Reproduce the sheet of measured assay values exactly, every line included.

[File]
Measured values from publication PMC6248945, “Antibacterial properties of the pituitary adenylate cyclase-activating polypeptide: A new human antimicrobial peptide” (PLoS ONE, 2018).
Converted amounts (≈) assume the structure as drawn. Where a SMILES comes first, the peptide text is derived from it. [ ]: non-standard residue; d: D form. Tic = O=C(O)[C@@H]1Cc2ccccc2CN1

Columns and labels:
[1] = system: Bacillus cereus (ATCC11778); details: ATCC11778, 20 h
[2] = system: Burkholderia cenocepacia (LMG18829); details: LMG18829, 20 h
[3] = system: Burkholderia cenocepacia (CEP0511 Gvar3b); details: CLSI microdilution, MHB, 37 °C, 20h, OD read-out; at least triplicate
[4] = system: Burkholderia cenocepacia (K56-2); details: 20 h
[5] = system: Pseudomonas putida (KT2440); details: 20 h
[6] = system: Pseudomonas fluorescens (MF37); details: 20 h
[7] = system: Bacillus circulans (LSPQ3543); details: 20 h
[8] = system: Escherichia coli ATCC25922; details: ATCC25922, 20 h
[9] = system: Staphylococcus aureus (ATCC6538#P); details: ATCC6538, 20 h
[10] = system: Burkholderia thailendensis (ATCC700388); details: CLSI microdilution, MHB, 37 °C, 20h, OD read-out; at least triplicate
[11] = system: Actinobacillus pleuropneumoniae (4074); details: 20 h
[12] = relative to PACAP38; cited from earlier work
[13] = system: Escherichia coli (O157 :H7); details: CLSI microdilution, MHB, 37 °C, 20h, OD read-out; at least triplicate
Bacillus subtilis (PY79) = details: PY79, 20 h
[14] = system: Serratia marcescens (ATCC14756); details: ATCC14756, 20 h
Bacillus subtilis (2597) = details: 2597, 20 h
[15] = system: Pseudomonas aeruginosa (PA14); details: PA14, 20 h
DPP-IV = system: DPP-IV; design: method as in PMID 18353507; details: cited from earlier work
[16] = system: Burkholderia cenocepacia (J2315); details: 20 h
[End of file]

Measured values from publication PMC6248945, “Antibacterial properties of the pituitary adenylate cyclase-activating polypeptide: A new human antimicrobial peptide” (PLoS ONE, 2018).
Converted amounts (≈) assume the structure as drawn. Where a SMILES comes first, the peptide text is derived from it. [ ]: non-standard residue; d: D form. Tic = O=C(O)[C@@H]1Cc2ccccc2CN1

Columns and labels:
[1] = system: Bacillus cereus (ATCC11778); details: ATCC11778, 20 h
[2] = system: Burkholderia cenocepacia (LMG18829); details: LMG18829, 20 h
[3] = system: Burkholderia cenocepacia (CEP0511 Gvar3b); details: CLSI microdilution, MHB, 37 °C, 20h, OD read-out; at least triplicate
[4] = system: Burkholderia cenocepacia (K56-2); details: 20 h
[5] = system: Pseudomonas putida (KT2440); details: 20 h
[6] = system: Pseudomonas fluorescens (MF37); details: 20 h
[7] = system: Bacillus circulans (LSPQ3543); details: 20 h
[8] = system: Escherichia coli ATCC25922; details: ATCC25922, 20 h
[9] = system: Staphylococcus aureus (ATCC6538#P); details: ATCC6538, 20 h
[10] = system: Burkholderia thailendensis (ATCC700388); details: CLSI microdilution, MHB, 37 °C, 20h, OD read-out; at least triplicate
[11] = system: Actinobacillus pleuropneumoniae (4074); details: 20 h
[12] = relative to PACAP38; cited from earlier work
[13] = system: Escherichia coli (O157 :H7); details: CLSI microdilution, MHB, 37 °C, 20h, OD read-out; at least triplicate
Bacillus subtilis (PY79) = details: PY79, 20 h
[14] = system: Serratia marcescens (ATCC14756); details: ATCC14756, 20 h
Bacillus subtilis (2597) = details: 2597, 20 h
[15] = system: Pseudomonas aeruginosa (PA14); details: PA14, 20 h
DPP-IV = system: DPP-IV; design: method as in PMID 18353507; details: cited from earlier work
[16] = system: Burkholderia cenocepacia (J2315); details: 20 h